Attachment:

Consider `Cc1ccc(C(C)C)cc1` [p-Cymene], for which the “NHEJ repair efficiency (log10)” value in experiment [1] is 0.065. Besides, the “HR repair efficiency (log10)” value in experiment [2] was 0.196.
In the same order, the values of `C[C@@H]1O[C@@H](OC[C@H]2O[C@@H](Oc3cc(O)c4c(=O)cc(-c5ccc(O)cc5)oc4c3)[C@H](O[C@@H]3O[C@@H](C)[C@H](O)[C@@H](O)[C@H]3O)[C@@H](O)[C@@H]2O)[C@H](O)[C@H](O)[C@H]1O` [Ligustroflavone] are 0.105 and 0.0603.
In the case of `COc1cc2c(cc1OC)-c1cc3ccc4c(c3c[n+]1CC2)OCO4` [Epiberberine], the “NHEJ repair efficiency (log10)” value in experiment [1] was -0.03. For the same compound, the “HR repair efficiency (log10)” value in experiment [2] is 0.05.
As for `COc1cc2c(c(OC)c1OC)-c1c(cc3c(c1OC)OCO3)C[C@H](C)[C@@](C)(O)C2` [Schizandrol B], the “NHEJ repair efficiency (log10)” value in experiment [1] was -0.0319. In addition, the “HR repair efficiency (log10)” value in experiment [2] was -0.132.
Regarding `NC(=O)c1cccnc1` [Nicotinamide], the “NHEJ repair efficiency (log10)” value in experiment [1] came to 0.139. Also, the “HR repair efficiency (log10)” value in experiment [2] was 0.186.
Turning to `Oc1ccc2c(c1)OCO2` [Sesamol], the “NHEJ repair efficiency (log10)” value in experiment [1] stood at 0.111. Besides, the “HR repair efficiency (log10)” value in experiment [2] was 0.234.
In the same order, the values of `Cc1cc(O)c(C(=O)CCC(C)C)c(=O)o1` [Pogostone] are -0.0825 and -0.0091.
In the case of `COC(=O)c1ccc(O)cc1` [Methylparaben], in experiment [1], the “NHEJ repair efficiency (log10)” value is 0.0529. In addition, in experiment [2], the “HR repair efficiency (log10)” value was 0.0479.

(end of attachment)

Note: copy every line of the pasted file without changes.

Consider `Cc1ccc(C(C)C)cc1` [p-Cymene], for which the “NHEJ repair efficiency (log10)” value in experiment [1] is 0.065. Besides, the “HR repair efficiency (log10)” value in experiment [2] was 0.196.
In the same order, the values of `C[C@@H]1O[C@@H](OC[C@H]2O[C@@H](Oc3cc(O)c4c(=O)cc(-c5ccc(O)cc5)oc4c3)[C@H](O[C@@H]3O[C@@H](C)[C@H](O)[C@@H](O)[C@H]3O)[C@@H](O)[C@@H]2O)[C@H](O)[C@H](O)[C@H]1O` [Ligustroflavone] are 0.105 and 0.0603.
In the case of `COc1cc2c(cc1OC)-c1cc3ccc4c(c3c[n+]1CC2)OCO4` [Epiberberine], the “NHEJ repair efficiency (log10)” value in experiment [1] was -0.03. For the same compound, the “HR repair efficiency (log10)” value in experiment [2] is 0.05.
As for `COc1cc2c(c(OC)c1OC)-c1c(cc3c(c1OC)OCO3)C[C@H](C)[C@@](C)(O)C2` [Schizandrol B], the “NHEJ repair efficiency (log10)” value in experiment [1] was -0.0319. In addition, the “HR repair efficiency (log10)” value in experiment [2] was -0.132.
Regarding `NC(=O)c1cccnc1` [Nicotinamide], the “NHEJ repair efficiency (log10)” value in experiment [1] came to 0.139. Also, the “HR repair efficiency (log10)” value in experiment [2] was 0.186.
Turning to `Oc1ccc2c(c1)OCO2` [Sesamol], the “NHEJ repair efficiency (log10)” value in experiment [1] stood at 0.111. Besides, the “HR repair efficiency (log10)” value in experiment [2] was 0.234.
In the same order, the values of `Cc1cc(O)c(C(=O)CCC(C)C)c(=O)o1` [Pogostone] are -0.0825 and -0.0091.
In the case of `COC(=O)c1ccc(O)cc1` [Methylparaben], in experiment [1], the “NHEJ repair efficiency (log10)” value is 0.0529. In addition, in experiment [2], the “HR repair efficiency (log10)” value was 0.0479.